Federal regulators believe they’ve found a quick and safe way for miners to escape fires or explosions in underground mines.
A reusable system of 30- or 42-inch-diameter concrete pipes installed in underground mines could serve as a protected escape path and provide miners with breathable air. It would provide the same lifesaving benefits as a refuge chamber or air packs while providing a safe route out of the mine, the U.S. Mine Safety and Health Administration said.
The proposed mine rescue system, called The Great Escape, is scheduled to be unveiled today at MSHA’s Approval and Certification Center in Triadelphia, W. Va..
“This is a good system,” said Mark Skiles, MSHA’s director of Technical Support. “This will save lives.”
Skiles said mine operators could install the pipes as mining advances underground and then pull them out as mining retreats.
“That’s the beauty of it, it’s all reusable,” Skiles said. “You do it just like you do track. As the section is advanced, you add more pipe, and when it retreats, you take the pipe out.”
An industry official who was not aware of the proposal was skeptical.
“Where are you going to put it? How will it be maintained? How will it withstand the explosive forces?” asked Bruce Watzman, a lobbyist on safety issues for the National Mining Association. “There are lots of things that immediately come to mind.”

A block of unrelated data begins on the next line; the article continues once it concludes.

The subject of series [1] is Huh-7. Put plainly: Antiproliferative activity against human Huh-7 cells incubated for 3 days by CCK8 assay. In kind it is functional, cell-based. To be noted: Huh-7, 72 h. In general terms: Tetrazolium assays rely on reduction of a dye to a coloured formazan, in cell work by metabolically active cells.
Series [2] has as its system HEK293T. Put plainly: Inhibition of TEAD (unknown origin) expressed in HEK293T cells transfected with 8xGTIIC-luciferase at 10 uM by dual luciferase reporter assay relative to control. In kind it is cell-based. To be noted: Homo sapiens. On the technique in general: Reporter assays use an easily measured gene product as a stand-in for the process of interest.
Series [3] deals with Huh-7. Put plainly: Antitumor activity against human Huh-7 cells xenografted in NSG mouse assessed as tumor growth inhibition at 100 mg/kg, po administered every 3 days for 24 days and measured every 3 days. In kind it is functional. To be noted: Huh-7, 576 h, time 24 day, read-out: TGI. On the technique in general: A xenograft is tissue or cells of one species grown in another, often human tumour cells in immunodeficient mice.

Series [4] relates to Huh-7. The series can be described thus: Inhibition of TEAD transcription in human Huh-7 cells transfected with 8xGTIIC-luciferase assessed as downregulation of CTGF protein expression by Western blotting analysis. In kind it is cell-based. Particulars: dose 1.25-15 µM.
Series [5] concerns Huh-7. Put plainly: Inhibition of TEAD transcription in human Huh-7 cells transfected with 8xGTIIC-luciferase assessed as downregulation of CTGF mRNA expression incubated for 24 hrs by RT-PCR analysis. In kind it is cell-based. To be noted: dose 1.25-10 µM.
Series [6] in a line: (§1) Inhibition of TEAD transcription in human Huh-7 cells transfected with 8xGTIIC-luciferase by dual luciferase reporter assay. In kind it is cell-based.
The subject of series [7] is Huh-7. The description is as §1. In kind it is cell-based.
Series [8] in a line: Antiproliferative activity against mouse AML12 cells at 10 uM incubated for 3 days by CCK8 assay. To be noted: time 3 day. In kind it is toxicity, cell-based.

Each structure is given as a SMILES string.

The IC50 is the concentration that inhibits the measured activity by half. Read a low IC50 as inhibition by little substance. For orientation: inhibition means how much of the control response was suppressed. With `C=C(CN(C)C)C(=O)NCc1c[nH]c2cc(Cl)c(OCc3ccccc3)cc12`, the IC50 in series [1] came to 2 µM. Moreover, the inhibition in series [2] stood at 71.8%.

West Virginia’s mine safety chief also questioned the proposed system.
“I haven’t heard much about it, but I have a lot of questions, like what kind of explosive forces would it withstand,” said Ron Wooten, director of the state Office of Miners’ Health, Safety and Training.
The Great Escape was developed because it is better for miners to escape from a fire or explosion than to build a barricade or use a refuge chamber, MSHA officials said.
Davitt McAteer, who headed MSHA under President Clinton, said The Great Escape could improve mine rescues.
“Anything that moves the ball forward is a positive thing, and this has the potential for moving the ball forward,” he said.
Interest in mine rescue was spurred by the January 2006 deadly explosion at West Virginia’s Sago Mine and was renewed after this past summer’s death of six miners and three rescue workers at the Crandall Canyon mine in Utah.
Information from: The Charleston Gazette,
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